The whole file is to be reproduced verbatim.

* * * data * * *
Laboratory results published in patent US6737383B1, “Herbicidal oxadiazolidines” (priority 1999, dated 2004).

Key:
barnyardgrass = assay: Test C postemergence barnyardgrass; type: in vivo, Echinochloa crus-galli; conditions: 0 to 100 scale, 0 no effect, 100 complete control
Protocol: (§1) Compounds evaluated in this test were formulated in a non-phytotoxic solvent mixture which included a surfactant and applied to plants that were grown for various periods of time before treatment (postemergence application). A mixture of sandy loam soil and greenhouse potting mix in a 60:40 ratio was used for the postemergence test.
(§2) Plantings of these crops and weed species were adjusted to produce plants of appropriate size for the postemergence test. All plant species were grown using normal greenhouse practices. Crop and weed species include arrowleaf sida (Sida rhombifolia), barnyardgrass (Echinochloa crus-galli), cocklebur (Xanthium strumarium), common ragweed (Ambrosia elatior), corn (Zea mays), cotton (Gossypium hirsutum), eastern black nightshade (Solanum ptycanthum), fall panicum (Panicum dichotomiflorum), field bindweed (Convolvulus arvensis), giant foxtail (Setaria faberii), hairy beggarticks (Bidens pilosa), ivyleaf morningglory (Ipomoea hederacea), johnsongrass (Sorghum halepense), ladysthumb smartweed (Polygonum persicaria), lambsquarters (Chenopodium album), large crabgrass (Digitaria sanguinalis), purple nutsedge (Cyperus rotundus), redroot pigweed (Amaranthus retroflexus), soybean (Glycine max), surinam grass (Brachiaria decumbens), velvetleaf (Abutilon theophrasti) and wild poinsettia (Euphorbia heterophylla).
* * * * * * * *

Laboratory results published in patent US6737383B1, “Herbicidal oxadiazolidines” (priority 1999, dated 2004).

Key:
barnyardgrass = assay: Test C postemergence barnyardgrass; type: in vivo, Echinochloa crus-galli; conditions: 0 to 100 scale, 0 no effect, 100 complete control
Protocol: (§1) Compounds evaluated in this test were formulated in a non-phytotoxic solvent mixture which included a surfactant and applied to plants that were grown for various periods of time before treatment (postemergence application). A mixture of sandy loam soil and greenhouse potting mix in a 60:40 ratio was used for the postemergence test.
(§2) Plantings of these crops and weed species were adjusted to produce plants of appropriate size for the postemergence test. All plant species were grown using normal greenhouse practices. Crop and weed species include arrowleaf sida (Sida rhombifolia), barnyardgrass (Echinochloa crus-galli), cocklebur (Xanthium strumarium), common ragweed (Ambrosia elatior), corn (Zea mays), cotton (Gossypium hirsutum), eastern black nightshade (Solanum ptycanthum), fall panicum (Panicum dichotomiflorum), field bindweed (Convolvulus arvensis), giant foxtail (Setaria faberii), hairy beggarticks (Bidens pilosa), ivyleaf morningglory (Ipomoea hederacea), johnsongrass (Sorghum halepense), ladysthumb smartweed (Polygonum persicaria), lambsquarters (Chenopodium album), large crabgrass (Digitaria sanguinalis), purple nutsedge (Cyperus rotundus), redroot pigweed (Amaranthus retroflexus), soybean (Glycine max), surinam grass (Brachiaria decumbens), velvetleaf (Abutilon theophrasti) and wild poinsettia (Euphorbia heterophylla).